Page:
I remember sitting in a shiur (lecture) a number of years ago and hearing an idea that I’d never heard before about money. There is a concept that Hashem figures out at the beginning of each year how much money you’ll be making for that year. So, should you lose a sum of money at some point, it’s not something to worry about or to fret over, per se, because it’s part of the larger picture of your year. And you’ll be provided for.
Nice in theory. In practice? A bit hard to swallow.
However, I had the strangest and most amazing experience this month along these lines, and it was the first time in my life that I’d ever felt this concept so directly.
As I wrote in an earlier post, we had a nasty situation with our last car lease, and we ended up losing quite a lot of money when we returned the car. I fought it, I cried, I called in the big guns – but nothing changed the situation.
So, we did. We scrounged up money for a down payment on our fantastic new car and we chalked up the loss to living and learning.
About a week after we returned the car, I got a letter in the mail from the Israeli school system. Now, I taught elementary and high school for a few brief years when we first made Aliyah. It’s been many years, and when I get these letters, I usually ignore them since they make me look like this.
But I opened this one. And I read it, and then reread it, and then tilted my head to the side and said, “HMMMMMMM…”
And when I brought it to work and showed it to my co-worker who helps me with all of my Hebrew paperwork, he confirmed my suspicion. There is a program in Israel where many employers will put away money for employees each month. The money accumulates and can be accessed by the worker every six years. It’s not intended as part of a pension plan – but as a way to have a lovely surprise every 6 years. It’s called “Keren Histalmut” and it’s the way that many people suddenly are able to go on a trip you thought they couldn’t afford, add on to their home, buy a car, or pay for a simcha. The amount of money varies a great deal depending on how much you make – but any way that you look at it, it’s a lovely perk.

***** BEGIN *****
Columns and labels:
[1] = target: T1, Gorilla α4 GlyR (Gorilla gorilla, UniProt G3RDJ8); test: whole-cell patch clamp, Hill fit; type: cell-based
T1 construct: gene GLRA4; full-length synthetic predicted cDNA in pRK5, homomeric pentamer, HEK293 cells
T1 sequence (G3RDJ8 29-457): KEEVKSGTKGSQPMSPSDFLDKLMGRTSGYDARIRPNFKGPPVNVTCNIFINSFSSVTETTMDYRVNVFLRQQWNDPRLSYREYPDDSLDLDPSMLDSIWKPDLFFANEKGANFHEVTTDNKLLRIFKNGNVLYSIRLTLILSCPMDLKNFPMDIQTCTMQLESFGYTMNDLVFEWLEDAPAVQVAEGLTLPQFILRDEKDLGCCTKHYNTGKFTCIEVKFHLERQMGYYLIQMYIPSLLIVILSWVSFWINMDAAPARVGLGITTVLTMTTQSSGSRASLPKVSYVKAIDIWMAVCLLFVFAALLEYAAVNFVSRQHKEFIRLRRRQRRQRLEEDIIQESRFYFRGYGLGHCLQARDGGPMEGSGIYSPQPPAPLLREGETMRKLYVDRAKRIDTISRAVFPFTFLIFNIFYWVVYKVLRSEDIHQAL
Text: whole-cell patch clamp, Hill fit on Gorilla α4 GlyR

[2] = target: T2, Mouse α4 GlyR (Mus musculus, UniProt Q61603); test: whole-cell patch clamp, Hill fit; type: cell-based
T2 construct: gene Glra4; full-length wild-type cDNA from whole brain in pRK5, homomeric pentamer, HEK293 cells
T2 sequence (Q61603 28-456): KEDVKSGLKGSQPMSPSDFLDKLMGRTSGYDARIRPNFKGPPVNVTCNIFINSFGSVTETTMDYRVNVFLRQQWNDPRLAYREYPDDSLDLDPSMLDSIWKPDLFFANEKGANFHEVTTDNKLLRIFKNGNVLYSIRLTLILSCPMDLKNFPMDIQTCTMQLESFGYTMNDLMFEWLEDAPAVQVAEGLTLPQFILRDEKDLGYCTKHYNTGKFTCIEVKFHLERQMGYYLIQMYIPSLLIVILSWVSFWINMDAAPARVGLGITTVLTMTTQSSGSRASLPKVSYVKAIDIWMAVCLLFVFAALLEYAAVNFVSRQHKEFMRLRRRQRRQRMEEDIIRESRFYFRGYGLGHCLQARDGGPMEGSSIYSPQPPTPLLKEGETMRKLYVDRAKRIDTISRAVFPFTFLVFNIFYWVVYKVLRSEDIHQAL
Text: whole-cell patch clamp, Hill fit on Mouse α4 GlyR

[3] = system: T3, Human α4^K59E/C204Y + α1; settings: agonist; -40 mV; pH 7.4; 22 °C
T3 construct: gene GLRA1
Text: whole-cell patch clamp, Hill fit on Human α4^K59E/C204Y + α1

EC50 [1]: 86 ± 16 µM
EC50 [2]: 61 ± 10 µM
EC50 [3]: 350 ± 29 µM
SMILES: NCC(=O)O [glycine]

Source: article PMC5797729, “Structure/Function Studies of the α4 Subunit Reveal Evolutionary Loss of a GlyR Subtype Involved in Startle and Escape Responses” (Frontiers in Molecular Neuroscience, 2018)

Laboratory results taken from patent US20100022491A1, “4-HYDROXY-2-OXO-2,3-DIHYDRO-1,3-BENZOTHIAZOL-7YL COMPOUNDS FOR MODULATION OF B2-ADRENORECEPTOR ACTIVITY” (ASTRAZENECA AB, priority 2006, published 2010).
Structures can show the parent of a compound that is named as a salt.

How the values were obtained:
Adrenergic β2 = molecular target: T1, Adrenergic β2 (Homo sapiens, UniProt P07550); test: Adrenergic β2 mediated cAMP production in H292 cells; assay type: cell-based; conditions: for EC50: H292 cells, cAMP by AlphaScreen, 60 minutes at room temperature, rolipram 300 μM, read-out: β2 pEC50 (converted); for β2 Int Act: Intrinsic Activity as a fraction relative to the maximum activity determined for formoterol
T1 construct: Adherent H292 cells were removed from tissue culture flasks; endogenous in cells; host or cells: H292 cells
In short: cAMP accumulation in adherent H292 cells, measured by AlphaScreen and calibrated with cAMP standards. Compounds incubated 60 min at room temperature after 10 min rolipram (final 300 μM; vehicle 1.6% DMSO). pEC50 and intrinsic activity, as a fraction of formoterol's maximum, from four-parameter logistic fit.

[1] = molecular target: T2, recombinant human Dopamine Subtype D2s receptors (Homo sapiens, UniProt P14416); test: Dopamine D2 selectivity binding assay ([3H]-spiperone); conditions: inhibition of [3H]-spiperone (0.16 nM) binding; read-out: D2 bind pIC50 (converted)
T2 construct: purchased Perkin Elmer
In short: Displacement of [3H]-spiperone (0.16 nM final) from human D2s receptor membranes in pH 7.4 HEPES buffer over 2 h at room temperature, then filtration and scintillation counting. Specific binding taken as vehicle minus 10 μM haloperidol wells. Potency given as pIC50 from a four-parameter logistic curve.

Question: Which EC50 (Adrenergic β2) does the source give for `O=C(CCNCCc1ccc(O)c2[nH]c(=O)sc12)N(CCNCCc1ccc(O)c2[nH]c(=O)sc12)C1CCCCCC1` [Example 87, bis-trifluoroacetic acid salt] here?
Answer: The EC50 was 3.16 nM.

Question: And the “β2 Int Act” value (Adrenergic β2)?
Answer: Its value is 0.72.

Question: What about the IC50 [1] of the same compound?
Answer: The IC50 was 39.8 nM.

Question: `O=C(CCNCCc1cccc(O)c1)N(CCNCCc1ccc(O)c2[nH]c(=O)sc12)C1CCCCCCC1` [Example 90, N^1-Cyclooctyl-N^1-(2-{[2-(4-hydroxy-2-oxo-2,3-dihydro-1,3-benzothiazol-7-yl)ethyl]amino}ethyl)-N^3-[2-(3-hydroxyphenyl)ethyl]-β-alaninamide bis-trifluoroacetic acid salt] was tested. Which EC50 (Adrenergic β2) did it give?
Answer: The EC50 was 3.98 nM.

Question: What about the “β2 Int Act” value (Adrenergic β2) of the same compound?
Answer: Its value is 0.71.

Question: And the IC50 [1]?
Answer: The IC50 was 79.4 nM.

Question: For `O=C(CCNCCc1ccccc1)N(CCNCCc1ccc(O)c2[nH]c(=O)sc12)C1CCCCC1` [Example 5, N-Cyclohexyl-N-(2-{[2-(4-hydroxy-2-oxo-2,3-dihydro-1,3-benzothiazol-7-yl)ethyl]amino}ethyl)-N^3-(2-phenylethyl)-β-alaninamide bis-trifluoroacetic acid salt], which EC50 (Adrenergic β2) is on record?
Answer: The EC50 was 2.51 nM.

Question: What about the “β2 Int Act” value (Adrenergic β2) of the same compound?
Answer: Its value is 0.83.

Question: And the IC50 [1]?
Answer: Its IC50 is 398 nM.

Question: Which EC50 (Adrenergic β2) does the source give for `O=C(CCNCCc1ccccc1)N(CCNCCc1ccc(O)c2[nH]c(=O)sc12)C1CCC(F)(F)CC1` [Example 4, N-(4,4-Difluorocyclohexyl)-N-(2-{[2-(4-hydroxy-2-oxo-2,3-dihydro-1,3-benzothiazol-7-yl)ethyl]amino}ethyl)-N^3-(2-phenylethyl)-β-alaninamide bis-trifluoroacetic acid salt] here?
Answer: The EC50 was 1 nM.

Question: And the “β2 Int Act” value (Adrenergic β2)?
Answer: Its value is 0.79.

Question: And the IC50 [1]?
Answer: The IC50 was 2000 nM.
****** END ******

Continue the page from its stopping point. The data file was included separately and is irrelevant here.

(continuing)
So, apparently I had one of these when I was teaching. I thought I rolled it into my current package at my job, but apparently I didn’t. The fund started in 2006, and it was now 2012. The money was due – and it was all mine to take.
And – ready for this – it was exactly EXACTLY the amount of money that we lost on the car.
I had to laugh.
I decided that it couldn’t possibly be true, so I didn’t tell anyone about this interesting event. I went to the bank in Jerusalem where they told me that it was, indeed, my money and that I just needed to do X,Y and Z to claim it. By the next week, I had accomplished X, Y and Z and was back at the bank to file the paperwork. She told me I should see the money in my account within 10 days.
And yesterday – well, there it was.
I spent hours – literally hours…if not days – stewing over this lost money, wondering how we were going to afford a down payment on another car, how we were going to afford Matan’s bar mitzvah, how we were going to etc. etc. etc.
And while I stewed, a savings account that I had long forgotten about came due, and plopped the exact amount in my lap.